A pervasive presence in American culture, advertising recast ideas of citizenship and nationality. As advertising became a national institution after 1890, its practitioners drew on political metaphors and imagery to designate consumers, products, and consumption as important elements of a distinctly American public life. The images that filled magazines and newspapers, roadsides and streetscapes, store windows and even scrapbooks equated goods and spending with becoming and being American. At a time of vast demographic expansion and emerging national culture industries, advertisers showed American life as defined and fortified by consumption. Moreover, they cast advertising in the argot of American political...

    • CHAPTER 3 MAKING CONSUMPTION AMERICAN: ADVERTISERS, CONSUMERS, AND NATIONAL IDENTITY
      (pp. 96-132)

      The business portrayal of spending vested power in consumer-voters who wielded sovereignty in a demand-driven economy. This vision rested on advertising’s openly nationalist vision of consumption. Between 1890 and 1930 national advertising consistently offered images of American life as defined by consumption. Agency copywriters depicted the United States as distinguished by a common culture dominated by getting, spending, and accumulation, its democracy characterized and sustained by consumption and goods.⁴ Copywriters celebrated America as a unique land of manufactured plenty where the ritual of becoming American was purchasing and using consumer goods. Although ideals of individual liberty and independence did not...

  6. PART II. CONSUMERISTS
    • CHAPTER 4 SOCIAL SCIENCE AND THE PRAGMATIC CONSUMER, 1890–1928
      (pp. 135-162)

      The modern consumer movement emerged in the late 1920s. The publication of Stuart Chase’sThe Tragedy of Waste(1925) andYour Money’s Worth(1927), written with F. J. Schlink, sparked a popular response to their exposé of consumers’ difficulties. Shortly thereafter, Chase and Schlink founded Consumers’ Research, a membership organization devoted to fostering dialogue among consumers, dispersing information about products, and increasing public awareness of the interests of citizens as consumers.² Chase and Schlink’s highly publicized work appeared in the wake of sporadic but increasing attention to consumers in the newly professionalizing social sciences. They clearly followed in a tradition...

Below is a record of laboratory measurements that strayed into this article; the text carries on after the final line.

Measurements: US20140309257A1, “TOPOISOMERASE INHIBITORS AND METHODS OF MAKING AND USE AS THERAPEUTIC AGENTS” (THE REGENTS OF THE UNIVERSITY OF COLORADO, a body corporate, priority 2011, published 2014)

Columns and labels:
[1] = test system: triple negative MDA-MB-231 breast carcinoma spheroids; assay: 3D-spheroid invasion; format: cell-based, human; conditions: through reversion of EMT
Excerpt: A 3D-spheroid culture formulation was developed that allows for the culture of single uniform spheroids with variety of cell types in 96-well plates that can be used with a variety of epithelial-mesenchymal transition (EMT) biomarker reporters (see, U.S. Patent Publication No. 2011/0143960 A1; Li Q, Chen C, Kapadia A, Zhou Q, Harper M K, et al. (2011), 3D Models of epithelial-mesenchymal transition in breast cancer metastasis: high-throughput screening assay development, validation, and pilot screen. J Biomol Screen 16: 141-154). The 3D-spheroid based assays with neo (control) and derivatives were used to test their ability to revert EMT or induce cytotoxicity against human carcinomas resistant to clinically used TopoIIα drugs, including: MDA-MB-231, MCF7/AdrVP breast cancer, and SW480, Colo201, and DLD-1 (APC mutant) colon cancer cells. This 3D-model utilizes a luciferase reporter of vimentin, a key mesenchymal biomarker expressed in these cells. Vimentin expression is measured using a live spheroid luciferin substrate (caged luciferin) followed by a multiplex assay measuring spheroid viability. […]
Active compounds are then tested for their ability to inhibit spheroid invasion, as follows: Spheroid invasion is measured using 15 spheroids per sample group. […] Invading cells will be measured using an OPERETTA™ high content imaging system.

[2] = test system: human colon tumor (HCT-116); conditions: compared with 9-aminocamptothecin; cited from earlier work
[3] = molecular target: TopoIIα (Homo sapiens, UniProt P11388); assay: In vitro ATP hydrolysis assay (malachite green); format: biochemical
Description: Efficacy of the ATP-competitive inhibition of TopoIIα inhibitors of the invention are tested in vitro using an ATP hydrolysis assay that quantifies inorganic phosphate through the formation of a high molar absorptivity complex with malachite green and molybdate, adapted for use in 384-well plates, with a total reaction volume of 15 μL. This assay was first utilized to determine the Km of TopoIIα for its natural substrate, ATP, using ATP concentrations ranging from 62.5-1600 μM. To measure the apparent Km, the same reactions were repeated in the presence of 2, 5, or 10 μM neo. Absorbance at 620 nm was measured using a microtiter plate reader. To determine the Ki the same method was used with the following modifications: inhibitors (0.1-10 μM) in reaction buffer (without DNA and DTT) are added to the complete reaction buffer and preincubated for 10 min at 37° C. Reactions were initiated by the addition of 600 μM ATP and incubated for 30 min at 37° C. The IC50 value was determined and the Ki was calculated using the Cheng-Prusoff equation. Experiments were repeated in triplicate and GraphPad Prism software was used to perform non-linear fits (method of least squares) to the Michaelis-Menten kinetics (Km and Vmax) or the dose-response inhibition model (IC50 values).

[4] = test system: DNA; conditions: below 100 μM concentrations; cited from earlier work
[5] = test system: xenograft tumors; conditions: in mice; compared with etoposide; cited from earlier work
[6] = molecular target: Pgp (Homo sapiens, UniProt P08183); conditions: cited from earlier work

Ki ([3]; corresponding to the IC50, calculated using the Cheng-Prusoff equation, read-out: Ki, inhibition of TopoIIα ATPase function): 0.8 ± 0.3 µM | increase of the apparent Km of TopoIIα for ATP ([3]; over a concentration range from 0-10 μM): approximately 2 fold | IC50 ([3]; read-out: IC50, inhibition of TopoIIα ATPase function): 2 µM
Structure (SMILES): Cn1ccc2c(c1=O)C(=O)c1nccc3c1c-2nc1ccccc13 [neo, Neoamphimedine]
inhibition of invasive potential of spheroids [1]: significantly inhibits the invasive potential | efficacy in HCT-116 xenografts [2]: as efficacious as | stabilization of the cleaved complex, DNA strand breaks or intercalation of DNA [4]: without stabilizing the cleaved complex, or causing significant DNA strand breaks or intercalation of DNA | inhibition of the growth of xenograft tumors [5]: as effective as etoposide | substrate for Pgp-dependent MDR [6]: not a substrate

• CHAPTER 5 THE SCIENCE OF PURCHASING
      (pp. 163-185)

      Thorstein Veblen, Wesley Mitchell, and Hazel Kyrk offered important insights on the limits consumers faced under corporate capitalism while arguing that spending and acquisition reflected American cultural mores. However, their hopes for a science of consumption would not bear fruit until the late 1920s. The first comprehensive approach to consumers’ problems from a specifically Veblenian standpoint came from Stuart Chase, an accountant turned economist, and by Frederick J. Schlink, a physicist and engineer. Together they wrote the best-sellingYour Money’s Worth(1927), termed by Robert S. Lynd ‘‘theUncle Tom’s Cabinof the abuses of the consumer,’’ and they created...

    • CHAPTER 6 REDEFINING CONSUMPTION AT CONSUMERS’ RESEARCH
      (pp. 186-218)